Spirit in the House
Let’s go back in time; it’s the (Second) ‘Summer of Love’, 1988, a social phenomenon that took place in the UK where empty warehouses were filled with young people taking a new drug, Ecstasy or ‘E’ as it became known, and dancing to the new music of Acid House. The first ‘Summer of Love’ had taken place in West Coast America in 1967, hippies gathering in large numbers to spread peace, take hallucinogenic drugs and reject war and consumerism.
Summer of Love
I was lucky enough to be in my twenties and living in my hometown, London, when the Second Summer of Love exploded. As well as regularly going to fantastic nightclubs, such as the Wag in Soho, an increasing number of large warehouse parties had started up in disused industrial buildings around the city. It was incredibly exciting times. Everything was underground and on the edge of legality. No internet, no mobiles, news was spread by word of mouth, a flyer taken at 3am leaving the door of a club or party.
House Music Changed the Scene
It was also an exciting time for music. Hip hop was landing on the (record) decks in clubs and parties and then house music changed the scene. People started going around with smiley face t-shirts, calling out ‘acid’ to the beat of manic house music pumping out of speakers. Latin music also ignited in the clubs around London. The scene was fresh, new and intriguing. The night belonged to young people where we would gather to party, sometimes cramming into cars to find the parties held in fields around the M25 motorway.
Cranking up the Beats
I loved it all so much, I started to get involved with promoting club nights with well-known house music djs cranking up the beats to crowds, and jam sessions with musicians playing funk, reggae, jazz, rare groove. I would go out several times a week to give out flyers to people as they left the club or party in the early hours; people seemed to fall out on to the street, sweaty, happy, sometimes completely out of it.
Connecting with Each Other
‘Raving’ became a term for going to the big warehouse parties and dancing to ‘rave’ music, hi energy and euphoric. The crowd were ‘luvdup’ (loved up), connecting with each other on (and off) the dancefloor. There was a group feeling of togetherness that transcended race, class, gender, age. The 80s swung into the 90s, and the party kept going, despite hysterical tabloid headlines and police crackdowns.
States of Consciousness
By this time I had started a 4 year training in Transpersonal Psychotherapy. I learnt about altered states, holotropic breathwork, expanded states of consciousness, peak experiences, the dissolving of the ego and transpersonal (beyond the personal) states of being. I was still partying and intrigued by the parallels of what I was discovering in the therapy world and what I was experiencing on the dancefloor.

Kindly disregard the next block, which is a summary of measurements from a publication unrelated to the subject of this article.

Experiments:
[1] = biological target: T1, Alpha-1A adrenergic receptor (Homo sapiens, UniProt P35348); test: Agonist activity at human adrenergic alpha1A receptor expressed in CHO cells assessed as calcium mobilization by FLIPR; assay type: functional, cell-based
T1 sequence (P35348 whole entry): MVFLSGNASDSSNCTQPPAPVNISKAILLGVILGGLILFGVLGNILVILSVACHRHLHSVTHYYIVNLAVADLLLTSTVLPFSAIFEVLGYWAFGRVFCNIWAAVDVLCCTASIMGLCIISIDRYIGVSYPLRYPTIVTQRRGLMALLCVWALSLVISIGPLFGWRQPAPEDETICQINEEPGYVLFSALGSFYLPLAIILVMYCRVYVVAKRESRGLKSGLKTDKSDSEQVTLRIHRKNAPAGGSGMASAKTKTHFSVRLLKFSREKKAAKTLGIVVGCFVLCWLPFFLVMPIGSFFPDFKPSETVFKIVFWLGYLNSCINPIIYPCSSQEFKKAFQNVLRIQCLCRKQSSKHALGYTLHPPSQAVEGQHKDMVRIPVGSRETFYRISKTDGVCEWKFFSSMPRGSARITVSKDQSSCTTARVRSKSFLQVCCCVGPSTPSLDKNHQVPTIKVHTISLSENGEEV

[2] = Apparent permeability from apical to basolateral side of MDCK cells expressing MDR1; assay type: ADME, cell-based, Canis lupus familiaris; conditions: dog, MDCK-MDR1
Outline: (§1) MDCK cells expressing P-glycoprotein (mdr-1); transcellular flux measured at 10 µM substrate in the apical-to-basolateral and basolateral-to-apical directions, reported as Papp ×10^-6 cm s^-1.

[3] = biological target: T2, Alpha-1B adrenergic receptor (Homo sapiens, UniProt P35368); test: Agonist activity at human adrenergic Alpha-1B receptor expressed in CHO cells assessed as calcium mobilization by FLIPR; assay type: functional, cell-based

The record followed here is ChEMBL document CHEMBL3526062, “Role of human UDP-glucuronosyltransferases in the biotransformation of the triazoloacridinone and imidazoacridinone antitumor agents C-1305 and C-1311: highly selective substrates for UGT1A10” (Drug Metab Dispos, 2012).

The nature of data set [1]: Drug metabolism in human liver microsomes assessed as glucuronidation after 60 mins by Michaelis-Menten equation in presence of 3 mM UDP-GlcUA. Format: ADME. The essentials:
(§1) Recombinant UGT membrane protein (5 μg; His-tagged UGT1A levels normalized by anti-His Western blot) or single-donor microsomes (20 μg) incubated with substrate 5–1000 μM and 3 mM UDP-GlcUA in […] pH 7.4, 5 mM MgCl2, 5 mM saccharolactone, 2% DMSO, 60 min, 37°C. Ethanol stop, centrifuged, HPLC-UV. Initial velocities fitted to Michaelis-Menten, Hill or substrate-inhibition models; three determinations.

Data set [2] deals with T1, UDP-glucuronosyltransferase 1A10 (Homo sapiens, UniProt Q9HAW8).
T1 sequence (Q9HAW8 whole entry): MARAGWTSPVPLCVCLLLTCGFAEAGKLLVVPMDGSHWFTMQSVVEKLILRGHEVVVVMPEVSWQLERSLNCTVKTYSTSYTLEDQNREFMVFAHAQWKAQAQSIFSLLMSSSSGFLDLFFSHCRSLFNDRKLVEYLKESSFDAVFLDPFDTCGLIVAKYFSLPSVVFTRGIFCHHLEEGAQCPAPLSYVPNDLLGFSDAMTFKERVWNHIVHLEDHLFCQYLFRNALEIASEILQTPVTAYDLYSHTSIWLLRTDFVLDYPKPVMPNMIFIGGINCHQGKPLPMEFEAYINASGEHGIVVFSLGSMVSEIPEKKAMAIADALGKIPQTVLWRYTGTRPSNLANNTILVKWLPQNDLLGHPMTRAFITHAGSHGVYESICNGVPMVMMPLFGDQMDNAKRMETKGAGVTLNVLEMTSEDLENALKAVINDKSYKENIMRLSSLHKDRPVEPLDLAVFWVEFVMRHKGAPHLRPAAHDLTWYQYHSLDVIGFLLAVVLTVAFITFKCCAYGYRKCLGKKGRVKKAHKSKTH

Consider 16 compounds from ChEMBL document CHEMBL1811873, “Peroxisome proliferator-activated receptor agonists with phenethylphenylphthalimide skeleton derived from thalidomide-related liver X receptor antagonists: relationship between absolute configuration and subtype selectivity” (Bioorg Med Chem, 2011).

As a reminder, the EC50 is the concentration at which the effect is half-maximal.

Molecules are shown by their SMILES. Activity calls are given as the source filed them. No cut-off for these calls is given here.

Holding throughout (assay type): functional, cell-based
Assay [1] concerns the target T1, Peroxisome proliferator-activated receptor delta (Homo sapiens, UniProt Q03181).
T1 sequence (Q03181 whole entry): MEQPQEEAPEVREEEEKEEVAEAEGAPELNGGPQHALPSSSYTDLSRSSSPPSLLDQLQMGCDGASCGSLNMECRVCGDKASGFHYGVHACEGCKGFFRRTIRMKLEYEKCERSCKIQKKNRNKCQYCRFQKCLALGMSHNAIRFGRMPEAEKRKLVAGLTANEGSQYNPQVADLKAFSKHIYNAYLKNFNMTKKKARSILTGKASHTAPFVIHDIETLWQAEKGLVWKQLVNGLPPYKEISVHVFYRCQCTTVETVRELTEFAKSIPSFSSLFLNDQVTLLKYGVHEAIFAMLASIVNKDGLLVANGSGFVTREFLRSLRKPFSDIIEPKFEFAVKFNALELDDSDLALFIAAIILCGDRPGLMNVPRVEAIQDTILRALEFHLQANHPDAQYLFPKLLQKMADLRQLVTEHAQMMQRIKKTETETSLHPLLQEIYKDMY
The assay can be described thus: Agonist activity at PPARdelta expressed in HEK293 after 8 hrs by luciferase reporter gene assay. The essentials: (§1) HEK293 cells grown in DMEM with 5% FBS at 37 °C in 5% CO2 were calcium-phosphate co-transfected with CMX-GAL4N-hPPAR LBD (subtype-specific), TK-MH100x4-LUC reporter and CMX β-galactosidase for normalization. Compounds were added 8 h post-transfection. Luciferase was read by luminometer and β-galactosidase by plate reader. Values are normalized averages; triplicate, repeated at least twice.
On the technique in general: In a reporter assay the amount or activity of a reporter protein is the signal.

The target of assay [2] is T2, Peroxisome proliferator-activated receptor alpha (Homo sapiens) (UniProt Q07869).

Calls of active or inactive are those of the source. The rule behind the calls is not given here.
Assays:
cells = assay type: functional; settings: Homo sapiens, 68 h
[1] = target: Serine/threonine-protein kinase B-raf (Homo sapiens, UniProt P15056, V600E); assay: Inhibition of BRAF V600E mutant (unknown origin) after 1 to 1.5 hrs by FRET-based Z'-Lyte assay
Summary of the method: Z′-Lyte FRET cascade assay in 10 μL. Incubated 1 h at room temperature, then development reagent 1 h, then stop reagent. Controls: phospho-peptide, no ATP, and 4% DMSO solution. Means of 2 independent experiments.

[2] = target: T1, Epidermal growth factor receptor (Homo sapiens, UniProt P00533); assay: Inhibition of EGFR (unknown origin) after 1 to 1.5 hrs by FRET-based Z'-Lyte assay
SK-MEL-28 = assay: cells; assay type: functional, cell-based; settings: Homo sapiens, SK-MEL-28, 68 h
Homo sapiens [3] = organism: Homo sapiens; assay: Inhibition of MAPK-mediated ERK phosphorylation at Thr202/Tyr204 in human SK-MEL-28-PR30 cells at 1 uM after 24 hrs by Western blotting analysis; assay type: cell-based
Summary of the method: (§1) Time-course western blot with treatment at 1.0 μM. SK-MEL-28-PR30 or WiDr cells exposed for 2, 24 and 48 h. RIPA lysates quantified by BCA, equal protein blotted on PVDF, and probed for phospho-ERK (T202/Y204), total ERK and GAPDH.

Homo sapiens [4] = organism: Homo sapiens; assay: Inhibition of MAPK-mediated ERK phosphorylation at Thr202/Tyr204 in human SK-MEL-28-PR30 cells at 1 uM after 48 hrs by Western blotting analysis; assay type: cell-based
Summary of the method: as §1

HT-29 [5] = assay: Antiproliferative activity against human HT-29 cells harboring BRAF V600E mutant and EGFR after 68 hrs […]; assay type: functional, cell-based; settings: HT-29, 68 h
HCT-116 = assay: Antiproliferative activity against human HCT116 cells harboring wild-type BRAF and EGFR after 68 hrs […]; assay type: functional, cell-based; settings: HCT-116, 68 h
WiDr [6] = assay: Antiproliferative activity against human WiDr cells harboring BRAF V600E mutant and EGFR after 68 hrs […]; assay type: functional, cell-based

I knew that Ecstasy, or its clinical name MDMA, was originally designed for use in the therapy room to open people up emotionally and deepen empathy. However in the 1980s, research into MDMA-assisted psychotherapy was stopped due to the fear of drug misuse. In the 21st century, interest in Psychedelic Psychotherapy is gaining interest again and MDMA has been successfully trialled in working with post-traumatic stress disorder.
Real Connection and Belonging
It’s true that to some degree the rave scene was fuelled by drugs, in particular Ecstasy. Music tracks such as ‘Everything Starts with an E’ left little to the imagination. Nevertheless, I also knew that what I was witnessing and experiencing - the feeling of deep connection and belonging - was real and clearly compelling for thousands of people. I was of the view that just because drugs were involved, the experience did not lack meaning. I was also interested to know if this feeling of unity and bonding could happen without the drugs particularly as stories were emerging of people who had died from hyperthermia and dehydration whilst raving and taking Ecstasy.
‘Spirit in the House’ Workshop
I devised a therapeutic workshop ‘Spirit in the House’ to investigate the rave phenomenon in a non-drug setting. There was guided meditation, drawing and participants were invited to bring along music that they had enjoyed whilst out raving. We danced to each other’s tracks and then discussed the experience. The media loved it and I ended up in the Sunday papers! A psychotherapist who was interested in the rave scene; they thought it was funny, even scandalous.
‘I Get High with a Little Help From my Friends’
Interestingly since that time, there has been more and more interest in Ecstasy, raving and the sense of community evoked by these practices. For example, a recent research paper from Kent University (Sept 2021) was titled: ‘I Get High With A Little Help From My Friends’ – How Raves Can Invoke Identity Fusion and Lasting Co-operation via Transformative Experiences. https://www.frontiersin.org/articles/10.3389/fpsyg.2021.719596/full
For me this story is worth telling because it provides some of the hinterland to the creation of Flomotion.dance My interest in dancing together for healing and community has been formed by years of 5 Rhythms and Ecstatic dance practice, but the music I like to dance to and the sense of connection on the dancefloor are undoubtedly rooted in the sweaty soundscape of the Second Summer of Love.
Check out our Flomotion sessions. We dance on a regular basis and everyone is welcome!